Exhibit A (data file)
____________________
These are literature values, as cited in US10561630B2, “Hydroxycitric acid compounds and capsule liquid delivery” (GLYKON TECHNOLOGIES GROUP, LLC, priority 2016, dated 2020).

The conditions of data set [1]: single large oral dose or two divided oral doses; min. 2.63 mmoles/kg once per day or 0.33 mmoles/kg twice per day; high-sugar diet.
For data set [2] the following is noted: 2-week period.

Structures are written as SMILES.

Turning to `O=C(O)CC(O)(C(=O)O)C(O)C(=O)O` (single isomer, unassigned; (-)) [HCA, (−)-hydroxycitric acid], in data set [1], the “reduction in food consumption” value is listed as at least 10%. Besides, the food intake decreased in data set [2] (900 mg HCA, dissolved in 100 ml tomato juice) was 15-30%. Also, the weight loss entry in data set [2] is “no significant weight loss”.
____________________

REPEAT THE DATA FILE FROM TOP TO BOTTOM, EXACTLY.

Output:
These are literature values, as cited in US10561630B2, “Hydroxycitric acid compounds and capsule liquid delivery” (GLYKON TECHNOLOGIES GROUP, LLC, priority 2016, dated 2020).

The conditions of data set [1]: single large oral dose or two divided oral doses; min. 2.63 mmoles/kg once per day or 0.33 mmoles/kg twice per day; high-sugar diet.
For data set [2] the following is noted: 2-week period.

Structures are written as SMILES.

Turning to `O=C(O)CC(O)(C(=O)O)C(O)C(=O)O` (single isomer, unassigned; (-)) [HCA, (−)-hydroxycitric acid], in data set [1], the “reduction in food consumption” value is listed as at least 10%. Besides, the food intake decreased in data set [2] (900 mg HCA, dissolved in 100 ml tomato juice) was 15-30%. Also, the weight loss entry in data set [2] is “no significant weight loss”.